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Pointers when paraplanning DB transfers

17 October 2016

At the recent Paraplanner Powwow, Benjamin Fabi, paraplanner with Jones-Sheridan, ran a workshop on DB pensions transfers, providing several top tips for paraplanners who find themselves having to deal with these requests.

We’ve broken down the workshop into three articles covering key areas of the process, which we will be running on the website this week.

Since pensions freedoms the volume of defined benefit (DB) transfers requests has notable increased. The driver of the increased demand for transfer, as experienced by workshop attendees, primarily was legacy planning and the new death benefit applicable to non DB schemes, allowing the potential for wealth to be cascaded down through the generations.

Fabi said that having been a pensions specialist for eight years, he has not changed the way he approaches DB transfers pre and post pensions freedoms.

“The process I have put in place over that time hasn’t changed but what has changed are the things that affect the decisions that come out of the process. The reason that DB transfers are so complicated is that the number of components that drop in to the process at the analysis stage are significantly larger than other pieces of advice.

“But if you have a process that sits underneath it, you shouldn’t be apprehensive about using that process to produce the right decision and the right outcome for that client,” he said.

Of the three elements to a DB transfer, collection of information, analysis of that information and presentation of the analysis and recommendation, the only process over which the paraplanner has direct control is the analysis. Paraplanners said the data collection by advisers in the fact find was sometimes lacking.

Fabi said the key to a good DB transfer process “is to make sure that the scrutiny you have as a paraplanner over the data collected is strong.

“If you have a good relationship with your adviser and you can have a conversation about what’s needed and what might be missing from a particular case, that is great. If you need to involve line management (if you have them) to ensure you get all the information you need, then do that.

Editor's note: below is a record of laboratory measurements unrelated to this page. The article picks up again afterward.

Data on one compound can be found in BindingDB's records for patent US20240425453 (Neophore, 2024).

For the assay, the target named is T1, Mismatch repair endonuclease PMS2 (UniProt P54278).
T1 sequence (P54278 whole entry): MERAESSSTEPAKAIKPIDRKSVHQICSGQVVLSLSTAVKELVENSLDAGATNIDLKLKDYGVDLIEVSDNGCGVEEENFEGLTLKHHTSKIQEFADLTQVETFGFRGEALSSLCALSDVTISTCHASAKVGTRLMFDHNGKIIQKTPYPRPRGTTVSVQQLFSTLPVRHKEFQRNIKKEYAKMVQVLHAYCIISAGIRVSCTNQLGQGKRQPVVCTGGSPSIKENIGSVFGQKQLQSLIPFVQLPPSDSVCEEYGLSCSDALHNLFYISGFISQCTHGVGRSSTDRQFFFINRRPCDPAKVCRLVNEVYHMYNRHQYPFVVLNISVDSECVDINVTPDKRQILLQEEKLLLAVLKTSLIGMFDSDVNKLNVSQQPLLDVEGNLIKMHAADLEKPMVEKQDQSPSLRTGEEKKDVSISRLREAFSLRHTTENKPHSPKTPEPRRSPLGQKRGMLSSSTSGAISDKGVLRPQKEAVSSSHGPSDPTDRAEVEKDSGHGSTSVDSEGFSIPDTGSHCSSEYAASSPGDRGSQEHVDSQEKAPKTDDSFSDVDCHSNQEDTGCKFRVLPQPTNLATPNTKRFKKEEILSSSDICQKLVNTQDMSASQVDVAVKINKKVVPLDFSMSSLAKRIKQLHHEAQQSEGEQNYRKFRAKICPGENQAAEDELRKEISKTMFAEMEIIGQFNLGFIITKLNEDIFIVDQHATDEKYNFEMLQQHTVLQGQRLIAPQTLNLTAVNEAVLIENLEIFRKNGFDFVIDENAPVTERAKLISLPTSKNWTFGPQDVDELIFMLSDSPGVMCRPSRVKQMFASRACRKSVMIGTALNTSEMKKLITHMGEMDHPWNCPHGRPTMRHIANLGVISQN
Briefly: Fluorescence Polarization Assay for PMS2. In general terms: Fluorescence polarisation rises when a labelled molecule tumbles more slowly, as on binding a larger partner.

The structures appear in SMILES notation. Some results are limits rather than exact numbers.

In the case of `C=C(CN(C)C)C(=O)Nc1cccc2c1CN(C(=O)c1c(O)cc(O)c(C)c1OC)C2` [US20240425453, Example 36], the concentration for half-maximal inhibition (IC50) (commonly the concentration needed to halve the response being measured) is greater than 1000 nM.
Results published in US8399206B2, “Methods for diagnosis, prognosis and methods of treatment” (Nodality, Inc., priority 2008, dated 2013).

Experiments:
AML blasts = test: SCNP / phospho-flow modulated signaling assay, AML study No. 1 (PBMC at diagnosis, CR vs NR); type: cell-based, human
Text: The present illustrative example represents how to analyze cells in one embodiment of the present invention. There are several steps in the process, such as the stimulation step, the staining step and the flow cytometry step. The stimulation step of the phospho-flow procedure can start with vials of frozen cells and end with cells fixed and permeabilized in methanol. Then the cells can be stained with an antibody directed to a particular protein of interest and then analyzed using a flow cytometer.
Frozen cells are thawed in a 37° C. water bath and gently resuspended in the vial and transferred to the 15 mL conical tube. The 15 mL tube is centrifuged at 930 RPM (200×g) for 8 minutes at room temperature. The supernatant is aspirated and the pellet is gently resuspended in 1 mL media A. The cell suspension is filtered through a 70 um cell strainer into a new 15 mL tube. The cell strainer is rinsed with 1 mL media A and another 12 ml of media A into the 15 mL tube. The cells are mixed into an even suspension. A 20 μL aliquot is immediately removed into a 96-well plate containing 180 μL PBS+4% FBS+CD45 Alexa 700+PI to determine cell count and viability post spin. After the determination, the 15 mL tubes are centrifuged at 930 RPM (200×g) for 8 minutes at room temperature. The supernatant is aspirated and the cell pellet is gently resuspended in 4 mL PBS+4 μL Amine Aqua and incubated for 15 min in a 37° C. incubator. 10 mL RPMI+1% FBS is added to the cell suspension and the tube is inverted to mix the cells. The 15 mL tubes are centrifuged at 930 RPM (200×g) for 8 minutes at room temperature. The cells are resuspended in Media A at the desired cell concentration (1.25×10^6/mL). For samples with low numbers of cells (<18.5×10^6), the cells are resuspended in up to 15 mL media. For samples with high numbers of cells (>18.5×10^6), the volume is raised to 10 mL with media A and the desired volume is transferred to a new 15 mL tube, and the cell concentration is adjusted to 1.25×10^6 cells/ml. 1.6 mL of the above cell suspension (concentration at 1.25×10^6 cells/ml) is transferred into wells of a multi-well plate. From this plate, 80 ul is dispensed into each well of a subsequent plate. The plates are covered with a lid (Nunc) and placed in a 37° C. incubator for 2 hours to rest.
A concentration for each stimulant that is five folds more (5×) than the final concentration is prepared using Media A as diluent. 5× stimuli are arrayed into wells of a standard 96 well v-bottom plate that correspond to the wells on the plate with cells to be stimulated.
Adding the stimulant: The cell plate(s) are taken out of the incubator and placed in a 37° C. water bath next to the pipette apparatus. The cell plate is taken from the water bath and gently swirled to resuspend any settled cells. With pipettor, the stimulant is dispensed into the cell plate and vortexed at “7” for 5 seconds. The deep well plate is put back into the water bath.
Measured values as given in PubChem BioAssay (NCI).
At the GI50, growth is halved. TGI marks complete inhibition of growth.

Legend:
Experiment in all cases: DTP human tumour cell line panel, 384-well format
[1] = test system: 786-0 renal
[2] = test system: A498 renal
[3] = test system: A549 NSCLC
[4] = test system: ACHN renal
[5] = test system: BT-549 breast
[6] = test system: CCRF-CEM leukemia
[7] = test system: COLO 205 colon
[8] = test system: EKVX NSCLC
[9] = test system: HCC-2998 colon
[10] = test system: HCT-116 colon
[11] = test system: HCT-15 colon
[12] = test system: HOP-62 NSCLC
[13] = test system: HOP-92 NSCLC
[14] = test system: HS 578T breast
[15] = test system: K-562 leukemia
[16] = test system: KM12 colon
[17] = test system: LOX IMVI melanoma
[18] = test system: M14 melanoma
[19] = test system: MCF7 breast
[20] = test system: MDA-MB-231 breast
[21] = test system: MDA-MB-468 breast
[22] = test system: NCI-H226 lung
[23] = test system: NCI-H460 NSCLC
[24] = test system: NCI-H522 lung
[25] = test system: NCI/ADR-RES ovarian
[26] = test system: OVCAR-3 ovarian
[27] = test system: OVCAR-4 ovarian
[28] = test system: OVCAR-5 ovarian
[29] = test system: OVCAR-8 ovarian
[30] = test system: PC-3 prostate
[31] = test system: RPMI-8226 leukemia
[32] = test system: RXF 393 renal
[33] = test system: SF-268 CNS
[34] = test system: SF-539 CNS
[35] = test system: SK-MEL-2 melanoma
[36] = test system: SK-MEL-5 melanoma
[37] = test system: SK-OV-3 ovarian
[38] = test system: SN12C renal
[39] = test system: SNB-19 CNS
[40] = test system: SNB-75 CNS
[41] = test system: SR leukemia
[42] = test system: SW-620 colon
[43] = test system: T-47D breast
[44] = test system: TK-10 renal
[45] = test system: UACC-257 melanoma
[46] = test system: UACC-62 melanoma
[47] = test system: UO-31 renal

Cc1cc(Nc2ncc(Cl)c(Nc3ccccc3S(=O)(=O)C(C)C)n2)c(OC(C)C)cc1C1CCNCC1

“As paraplanners it’s crucial that we understand what we need to do the job properly – and to ensure we get that from the client, via the adviser, and also from the pension scheme.”

Top tips for collecting TVAS data

Obtaining correct formation from the pension provider was another area of challenge flagged in the workshop.

“The data you collect for the TVAS report will have a huge impact. If you are going to base your transfer recommendation on the basis of the death benefits, you have to be sure that the benefits in the scheme are being correctly described for the client,” Fabi stressed.

Consensus was that in-house scheme administrators were better to deal with than external administrators, particularly the larger companies.

Fabi said the way he deals with getting all the information he needs from scheme administrators is to send them a questionnaire with all the data he needs to know, with a covering letter. There are four key and specific things he asks for in the covering letter:

• Cash equivalent transfer value

• Summary funding statement

• Scheme booklet

• Leavers statement

When he receives the reply, which, he said, can often be just the scheme’s standard response, he takes the questionnaire that he needs completed, fills in the areas from the information in the response received and then goes back to the scheme for the specific data that is still outstanding.

“I’ve found that works quite well because it’s a good way of analysing what’s needed. Then you should only have to go back once more to get everything you need.”

Starting point according to COBS

Fabi pointed out that the one element of COBs that is specific to DB transfer, which is that the advice process must start on the assumption that a transfer is not suitable. “So as paraplanners we have to have a process that proves without doubt that it is suitable, which comes back to collecting and analysing all the relevant data.”

Examples of critical data flagged by paraplanners were:

• Objectives

• Attitude to risk

• Capacity for loss

• Mortality and health

• Dependents and family

• Overall wealth

• Tax status

• Tax mitigation

• Inheritance tax planning

• Use of lump-sum cash

• Strength of the employer and scheme.

Another pertinent area, Fabi added, was attitude of the client to their former employer. “The individual may know more about the employer and have concerns about the viability of the scheme that need to be listened to.

“These are the kinds of things that you need to ensure you have covered in the fact find because they are going to affect the overall objectives of the client,” he added.

Some paraplanners said they also had the client put the answers into order of priority.

Others added that they did not often use a pension transfer questionnaire these days, because most people were transferring into flexi-access drawdown schemes and the emphasis was now on lifetime cashflow planning.

Benjamin Fabi was the subject of the paraplanner profile in our July/August edition.

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